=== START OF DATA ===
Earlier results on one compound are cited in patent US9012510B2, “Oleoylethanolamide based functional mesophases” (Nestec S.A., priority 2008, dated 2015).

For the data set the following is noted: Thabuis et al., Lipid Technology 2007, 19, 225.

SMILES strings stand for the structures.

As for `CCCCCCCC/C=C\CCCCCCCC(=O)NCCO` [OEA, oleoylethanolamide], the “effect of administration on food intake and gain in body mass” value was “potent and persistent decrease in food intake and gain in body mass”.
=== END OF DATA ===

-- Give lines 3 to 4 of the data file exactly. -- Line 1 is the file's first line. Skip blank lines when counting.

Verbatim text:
SMILES strings stand for the structures.

As for `CCCCCCCC/C=C\CCCCCCCC(=O)NCCO` [OEA, oleoylethanolamide], the “effect of administration on food intake and gain in body mass” value was “potent and persistent decrease in food intake and gain in body mass”.